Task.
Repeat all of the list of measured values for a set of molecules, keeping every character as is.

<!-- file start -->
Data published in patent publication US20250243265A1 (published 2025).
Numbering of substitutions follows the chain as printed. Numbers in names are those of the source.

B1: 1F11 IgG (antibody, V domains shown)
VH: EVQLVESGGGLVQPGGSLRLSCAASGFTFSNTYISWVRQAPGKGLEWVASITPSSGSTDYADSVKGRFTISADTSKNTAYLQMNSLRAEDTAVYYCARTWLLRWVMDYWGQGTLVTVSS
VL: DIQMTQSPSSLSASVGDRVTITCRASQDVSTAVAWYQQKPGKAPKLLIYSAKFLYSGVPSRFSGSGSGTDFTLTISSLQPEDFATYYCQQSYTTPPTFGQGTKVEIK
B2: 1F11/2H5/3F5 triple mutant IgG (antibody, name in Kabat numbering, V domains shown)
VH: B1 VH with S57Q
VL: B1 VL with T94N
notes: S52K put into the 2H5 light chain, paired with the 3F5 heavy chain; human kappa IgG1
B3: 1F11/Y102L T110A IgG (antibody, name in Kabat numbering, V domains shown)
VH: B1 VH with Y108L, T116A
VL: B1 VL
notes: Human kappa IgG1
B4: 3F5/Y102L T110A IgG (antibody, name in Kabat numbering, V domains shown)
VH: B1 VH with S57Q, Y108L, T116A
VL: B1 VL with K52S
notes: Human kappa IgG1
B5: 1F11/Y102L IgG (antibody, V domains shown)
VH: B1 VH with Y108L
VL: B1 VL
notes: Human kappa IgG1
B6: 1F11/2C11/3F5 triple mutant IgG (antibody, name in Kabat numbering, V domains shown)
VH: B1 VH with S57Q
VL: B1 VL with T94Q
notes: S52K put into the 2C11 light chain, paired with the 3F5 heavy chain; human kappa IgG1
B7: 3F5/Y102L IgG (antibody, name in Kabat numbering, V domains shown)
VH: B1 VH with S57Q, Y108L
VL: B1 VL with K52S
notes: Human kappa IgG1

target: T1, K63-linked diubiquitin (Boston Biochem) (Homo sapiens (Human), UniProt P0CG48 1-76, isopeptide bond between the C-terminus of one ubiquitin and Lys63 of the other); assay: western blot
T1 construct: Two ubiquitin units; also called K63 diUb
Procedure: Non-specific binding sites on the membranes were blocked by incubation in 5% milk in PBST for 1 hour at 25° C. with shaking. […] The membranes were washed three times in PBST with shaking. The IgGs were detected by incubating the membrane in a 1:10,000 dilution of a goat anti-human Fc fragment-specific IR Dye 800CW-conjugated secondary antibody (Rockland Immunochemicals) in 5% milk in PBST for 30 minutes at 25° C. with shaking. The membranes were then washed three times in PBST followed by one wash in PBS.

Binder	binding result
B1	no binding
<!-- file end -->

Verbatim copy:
Data published in patent publication US20250243265A1 (published 2025).
Numbering of substitutions follows the chain as printed. Numbers in names are those of the source.

B1: 1F11 IgG (antibody, V domains shown)
VH: EVQLVESGGGLVQPGGSLRLSCAASGFTFSNTYISWVRQAPGKGLEWVASITPSSGSTDYADSVKGRFTISADTSKNTAYLQMNSLRAEDTAVYYCARTWLLRWVMDYWGQGTLVTVSS
VL: DIQMTQSPSSLSASVGDRVTITCRASQDVSTAVAWYQQKPGKAPKLLIYSAKFLYSGVPSRFSGSGSGTDFTLTISSLQPEDFATYYCQQSYTTPPTFGQGTKVEIK
B2: 1F11/2H5/3F5 triple mutant IgG (antibody, name in Kabat numbering, V domains shown)
VH: B1 VH with S57Q
VL: B1 VL with T94N
notes: S52K put into the 2H5 light chain, paired with the 3F5 heavy chain; human kappa IgG1
B3: 1F11/Y102L T110A IgG (antibody, name in Kabat numbering, V domains shown)
VH: B1 VH with Y108L, T116A
VL: B1 VL
notes: Human kappa IgG1
B4: 3F5/Y102L T110A IgG (antibody, name in Kabat numbering, V domains shown)
VH: B1 VH with S57Q, Y108L, T116A
VL: B1 VL with K52S
notes: Human kappa IgG1
B5: 1F11/Y102L IgG (antibody, V domains shown)
VH: B1 VH with Y108L
VL: B1 VL
notes: Human kappa IgG1
B6: 1F11/2C11/3F5 triple mutant IgG (antibody, name in Kabat numbering, V domains shown)
VH: B1 VH with S57Q
VL: B1 VL with T94Q
notes: S52K put into the 2C11 light chain, paired with the 3F5 heavy chain; human kappa IgG1
B7: 3F5/Y102L IgG (antibody, name in Kabat numbering, V domains shown)
VH: B1 VH with S57Q, Y108L
VL: B1 VL with K52S
notes: Human kappa IgG1

target: T1, K63-linked diubiquitin (Boston Biochem) (Homo sapiens (Human), UniProt P0CG48 1-76, isopeptide bond between the C-terminus of one ubiquitin and Lys63 of the other); assay: western blot
T1 construct: Two ubiquitin units; also called K63 diUb
Procedure: Non-specific binding sites on the membranes were blocked by incubation in 5% milk in PBST for 1 hour at 25° C. with shaking. […] The membranes were washed three times in PBST with shaking. The IgGs were detected by incubating the membrane in a 1:10,000 dilution of a goat anti-human Fc fragment-specific IR Dye 800CW-conjugated secondary antibody (Rockland Immunochemicals) in 5% milk in PBST for 30 minutes at 25° C. with shaking. The membranes were then washed three times in PBST followed by one wash in PBS.

Binder	binding result
B1	no binding